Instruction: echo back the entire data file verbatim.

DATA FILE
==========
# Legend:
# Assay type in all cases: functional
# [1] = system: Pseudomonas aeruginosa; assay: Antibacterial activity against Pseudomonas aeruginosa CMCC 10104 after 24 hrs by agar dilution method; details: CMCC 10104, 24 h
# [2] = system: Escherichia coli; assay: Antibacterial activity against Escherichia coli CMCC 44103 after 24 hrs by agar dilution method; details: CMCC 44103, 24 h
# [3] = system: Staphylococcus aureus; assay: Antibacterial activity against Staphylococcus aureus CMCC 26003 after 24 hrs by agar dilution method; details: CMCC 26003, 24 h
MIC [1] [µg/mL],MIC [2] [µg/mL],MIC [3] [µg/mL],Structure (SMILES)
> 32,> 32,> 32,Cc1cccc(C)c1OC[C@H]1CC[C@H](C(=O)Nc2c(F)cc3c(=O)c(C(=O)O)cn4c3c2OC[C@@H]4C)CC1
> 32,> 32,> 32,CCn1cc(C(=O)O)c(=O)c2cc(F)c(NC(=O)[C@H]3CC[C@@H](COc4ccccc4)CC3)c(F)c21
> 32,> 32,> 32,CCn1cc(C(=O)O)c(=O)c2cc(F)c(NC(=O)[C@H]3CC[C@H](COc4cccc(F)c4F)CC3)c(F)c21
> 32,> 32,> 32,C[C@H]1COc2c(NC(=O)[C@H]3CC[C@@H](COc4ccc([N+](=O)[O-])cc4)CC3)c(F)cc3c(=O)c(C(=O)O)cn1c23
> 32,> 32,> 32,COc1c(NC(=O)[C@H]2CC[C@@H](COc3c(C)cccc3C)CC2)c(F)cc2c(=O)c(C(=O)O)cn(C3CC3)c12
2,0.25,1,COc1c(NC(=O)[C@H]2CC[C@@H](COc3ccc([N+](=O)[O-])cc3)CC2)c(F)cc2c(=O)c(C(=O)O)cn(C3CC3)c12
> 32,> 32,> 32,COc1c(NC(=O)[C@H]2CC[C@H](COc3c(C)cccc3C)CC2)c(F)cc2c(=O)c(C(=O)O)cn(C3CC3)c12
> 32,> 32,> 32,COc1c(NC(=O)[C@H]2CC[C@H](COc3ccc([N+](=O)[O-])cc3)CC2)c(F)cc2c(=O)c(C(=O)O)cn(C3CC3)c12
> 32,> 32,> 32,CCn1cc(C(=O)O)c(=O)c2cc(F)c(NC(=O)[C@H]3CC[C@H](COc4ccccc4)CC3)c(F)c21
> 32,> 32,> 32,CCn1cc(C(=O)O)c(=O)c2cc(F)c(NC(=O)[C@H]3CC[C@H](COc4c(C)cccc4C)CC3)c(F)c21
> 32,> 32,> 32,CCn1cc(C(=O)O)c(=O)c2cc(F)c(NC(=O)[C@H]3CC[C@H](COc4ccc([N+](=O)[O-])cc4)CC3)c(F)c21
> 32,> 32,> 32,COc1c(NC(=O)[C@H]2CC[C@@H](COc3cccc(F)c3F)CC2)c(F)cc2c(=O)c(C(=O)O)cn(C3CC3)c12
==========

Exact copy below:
# Legend:
# Assay type in all cases: functional
# [1] = system: Pseudomonas aeruginosa; assay: Antibacterial activity against Pseudomonas aeruginosa CMCC 10104 after 24 hrs by agar dilution method; details: CMCC 10104, 24 h
# [2] = system: Escherichia coli; assay: Antibacterial activity against Escherichia coli CMCC 44103 after 24 hrs by agar dilution method; details: CMCC 44103, 24 h
# [3] = system: Staphylococcus aureus; assay: Antibacterial activity against Staphylococcus aureus CMCC 26003 after 24 hrs by agar dilution method; details: CMCC 26003, 24 h
MIC [1] [µg/mL],MIC [2] [µg/mL],MIC [3] [µg/mL],Structure (SMILES)
> 32,> 32,> 32,Cc1cccc(C)c1OC[C@H]1CC[C@H](C(=O)Nc2c(F)cc3c(=O)c(C(=O)O)cn4c3c2OC[C@@H]4C)CC1
> 32,> 32,> 32,CCn1cc(C(=O)O)c(=O)c2cc(F)c(NC(=O)[C@H]3CC[C@@H](COc4ccccc4)CC3)c(F)c21
> 32,> 32,> 32,CCn1cc(C(=O)O)c(=O)c2cc(F)c(NC(=O)[C@H]3CC[C@H](COc4cccc(F)c4F)CC3)c(F)c21
> 32,> 32,> 32,C[C@H]1COc2c(NC(=O)[C@H]3CC[C@@H](COc4ccc([N+](=O)[O-])cc4)CC3)c(F)cc3c(=O)c(C(=O)O)cn1c23
> 32,> 32,> 32,COc1c(NC(=O)[C@H]2CC[C@@H](COc3c(C)cccc3C)CC2)c(F)cc2c(=O)c(C(=O)O)cn(C3CC3)c12
2,0.25,1,COc1c(NC(=O)[C@H]2CC[C@@H](COc3ccc([N+](=O)[O-])cc3)CC2)c(F)cc2c(=O)c(C(=O)O)cn(C3CC3)c12
> 32,> 32,> 32,COc1c(NC(=O)[C@H]2CC[C@H](COc3c(C)cccc3C)CC2)c(F)cc2c(=O)c(C(=O)O)cn(C3CC3)c12
> 32,> 32,> 32,COc1c(NC(=O)[C@H]2CC[C@H](COc3ccc([N+](=O)[O-])cc3)CC2)c(F)cc2c(=O)c(C(=O)O)cn(C3CC3)c12
> 32,> 32,> 32,CCn1cc(C(=O)O)c(=O)c2cc(F)c(NC(=O)[C@H]3CC[C@H](COc4ccccc4)CC3)c(F)c21
> 32,> 32,> 32,CCn1cc(C(=O)O)c(=O)c2cc(F)c(NC(=O)[C@H]3CC[C@H](COc4c(C)cccc4C)CC3)c(F)c21
> 32,> 32,> 32,CCn1cc(C(=O)O)c(=O)c2cc(F)c(NC(=O)[C@H]3CC[C@H](COc4ccc([N+](=O)[O-])cc4)CC3)c(F)c21
> 32,> 32,> 32,COc1c(NC(=O)[C@H]2CC[C@@H](COc3cccc(F)c3F)CC2)c(F)cc2c(=O)c(C(=O)O)cn(C3CC3)c12